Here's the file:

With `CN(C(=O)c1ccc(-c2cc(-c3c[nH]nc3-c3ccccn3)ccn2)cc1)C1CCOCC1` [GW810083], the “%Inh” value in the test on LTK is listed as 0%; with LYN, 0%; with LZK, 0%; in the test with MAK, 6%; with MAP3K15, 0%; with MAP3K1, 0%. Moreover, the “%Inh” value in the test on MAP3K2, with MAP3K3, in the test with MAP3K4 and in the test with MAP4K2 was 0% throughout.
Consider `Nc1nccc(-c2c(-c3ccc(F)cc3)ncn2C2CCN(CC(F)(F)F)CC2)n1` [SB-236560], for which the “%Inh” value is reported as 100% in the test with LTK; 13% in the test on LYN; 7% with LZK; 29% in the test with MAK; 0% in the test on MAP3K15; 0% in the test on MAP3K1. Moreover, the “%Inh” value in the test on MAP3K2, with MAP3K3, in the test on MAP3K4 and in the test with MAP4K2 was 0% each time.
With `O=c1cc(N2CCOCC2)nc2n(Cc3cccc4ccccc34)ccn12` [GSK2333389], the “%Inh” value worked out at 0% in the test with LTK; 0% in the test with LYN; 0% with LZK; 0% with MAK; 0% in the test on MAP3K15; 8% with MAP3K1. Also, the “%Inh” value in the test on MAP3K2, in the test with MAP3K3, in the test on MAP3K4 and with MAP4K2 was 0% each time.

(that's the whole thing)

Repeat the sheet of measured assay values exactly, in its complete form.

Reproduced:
With `CN(C(=O)c1ccc(-c2cc(-c3c[nH]nc3-c3ccccn3)ccn2)cc1)C1CCOCC1` [GW810083], the “%Inh” value in the test on LTK is listed as 0%; with LYN, 0%; with LZK, 0%; in the test with MAK, 6%; with MAP3K15, 0%; with MAP3K1, 0%. Moreover, the “%Inh” value in the test on MAP3K2, with MAP3K3, in the test with MAP3K4 and in the test with MAP4K2 was 0% throughout.
Consider `Nc1nccc(-c2c(-c3ccc(F)cc3)ncn2C2CCN(CC(F)(F)F)CC2)n1` [SB-236560], for which the “%Inh” value is reported as 100% in the test with LTK; 13% in the test on LYN; 7% with LZK; 29% in the test with MAK; 0% in the test on MAP3K15; 0% in the test on MAP3K1. Moreover, the “%Inh” value in the test on MAP3K2, with MAP3K3, in the test on MAP3K4 and in the test with MAP4K2 was 0% each time.
With `O=c1cc(N2CCOCC2)nc2n(Cc3cccc4ccccc34)ccn12` [GSK2333389], the “%Inh” value worked out at 0% in the test with LTK; 0% in the test with LYN; 0% with LZK; 0% with MAK; 0% in the test on MAP3K15; 8% with MAP3K1. Also, the “%Inh” value in the test on MAP3K2, in the test with MAP3K3, in the test on MAP3K4 and with MAP4K2 was 0% each time.